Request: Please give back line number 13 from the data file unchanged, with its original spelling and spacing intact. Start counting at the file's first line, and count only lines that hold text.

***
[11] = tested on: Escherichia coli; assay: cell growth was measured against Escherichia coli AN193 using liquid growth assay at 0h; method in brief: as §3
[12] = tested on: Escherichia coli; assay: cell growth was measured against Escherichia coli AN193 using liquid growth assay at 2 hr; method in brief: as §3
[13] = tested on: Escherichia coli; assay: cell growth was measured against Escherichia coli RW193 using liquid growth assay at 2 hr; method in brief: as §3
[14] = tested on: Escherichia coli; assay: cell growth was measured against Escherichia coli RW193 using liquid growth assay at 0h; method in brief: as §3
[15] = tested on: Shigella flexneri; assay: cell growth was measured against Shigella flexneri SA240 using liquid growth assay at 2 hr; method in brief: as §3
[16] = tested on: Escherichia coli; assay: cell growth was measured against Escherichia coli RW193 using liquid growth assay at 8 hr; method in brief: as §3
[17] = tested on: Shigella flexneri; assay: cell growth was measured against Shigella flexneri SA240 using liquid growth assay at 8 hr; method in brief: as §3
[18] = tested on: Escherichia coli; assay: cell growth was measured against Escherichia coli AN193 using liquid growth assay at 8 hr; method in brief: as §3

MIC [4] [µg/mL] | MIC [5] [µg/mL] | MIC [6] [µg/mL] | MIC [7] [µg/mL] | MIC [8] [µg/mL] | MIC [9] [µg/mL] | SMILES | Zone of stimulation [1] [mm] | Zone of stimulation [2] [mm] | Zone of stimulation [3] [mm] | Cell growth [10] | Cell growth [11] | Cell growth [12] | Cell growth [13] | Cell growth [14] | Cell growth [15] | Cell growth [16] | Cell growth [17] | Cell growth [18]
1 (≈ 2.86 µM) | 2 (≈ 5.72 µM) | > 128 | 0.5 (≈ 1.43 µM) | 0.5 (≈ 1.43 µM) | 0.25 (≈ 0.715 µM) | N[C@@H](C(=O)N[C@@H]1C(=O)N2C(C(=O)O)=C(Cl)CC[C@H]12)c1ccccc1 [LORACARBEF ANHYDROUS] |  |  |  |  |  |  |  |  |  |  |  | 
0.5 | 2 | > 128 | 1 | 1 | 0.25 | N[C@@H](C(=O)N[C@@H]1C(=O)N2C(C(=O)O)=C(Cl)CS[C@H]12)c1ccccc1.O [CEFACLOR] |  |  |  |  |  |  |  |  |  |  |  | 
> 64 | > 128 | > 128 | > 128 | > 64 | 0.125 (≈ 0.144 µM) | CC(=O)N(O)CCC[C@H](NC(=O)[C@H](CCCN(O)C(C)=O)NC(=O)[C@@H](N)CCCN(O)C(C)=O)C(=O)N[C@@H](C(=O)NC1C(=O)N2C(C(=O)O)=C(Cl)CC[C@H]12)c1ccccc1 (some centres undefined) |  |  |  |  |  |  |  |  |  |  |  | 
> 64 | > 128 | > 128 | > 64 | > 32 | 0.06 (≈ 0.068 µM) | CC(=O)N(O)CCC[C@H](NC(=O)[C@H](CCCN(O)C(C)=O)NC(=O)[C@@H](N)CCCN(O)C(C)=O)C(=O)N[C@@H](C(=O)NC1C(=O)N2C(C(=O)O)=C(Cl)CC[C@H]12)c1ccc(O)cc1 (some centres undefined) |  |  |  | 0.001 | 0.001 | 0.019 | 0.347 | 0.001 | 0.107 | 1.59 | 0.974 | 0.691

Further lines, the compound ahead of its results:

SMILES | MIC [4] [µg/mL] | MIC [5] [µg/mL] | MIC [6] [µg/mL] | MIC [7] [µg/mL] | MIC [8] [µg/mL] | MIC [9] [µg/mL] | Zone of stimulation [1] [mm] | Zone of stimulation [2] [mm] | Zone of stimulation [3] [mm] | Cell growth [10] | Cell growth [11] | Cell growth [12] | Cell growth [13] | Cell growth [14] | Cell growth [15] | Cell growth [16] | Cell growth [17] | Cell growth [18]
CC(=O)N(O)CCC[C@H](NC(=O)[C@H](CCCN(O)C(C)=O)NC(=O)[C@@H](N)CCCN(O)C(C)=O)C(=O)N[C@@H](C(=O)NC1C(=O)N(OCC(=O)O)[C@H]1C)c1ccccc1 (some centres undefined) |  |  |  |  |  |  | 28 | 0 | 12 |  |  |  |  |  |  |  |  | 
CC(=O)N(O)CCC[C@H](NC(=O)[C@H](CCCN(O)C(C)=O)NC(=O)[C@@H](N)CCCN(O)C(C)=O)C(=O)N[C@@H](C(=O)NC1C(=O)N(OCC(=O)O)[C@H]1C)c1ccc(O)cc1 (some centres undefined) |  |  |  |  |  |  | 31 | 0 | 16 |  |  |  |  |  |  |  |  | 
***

> 64 | > 128 | > 128 | > 64 | > 32 | 0.06 (≈ 0.068 µM) | CC(=O)N(O)CCC[C@H](NC(=O)[C@H](CCCN(O)C(C)=O)NC(=O)[C@@H](N)CCCN(O)C(C)=O)C(=O)N[C@@H](C(=O)NC1C(=O)N2C(C(=O)O)=C(Cl)CC[C@H]12)c1ccc(O)cc1 (some centres undefined) |  |  |  | 0.001 | 0.001 | 0.019 | 0.347 | 0.001 | 0.107 | 1.59 | 0.974 | 0.691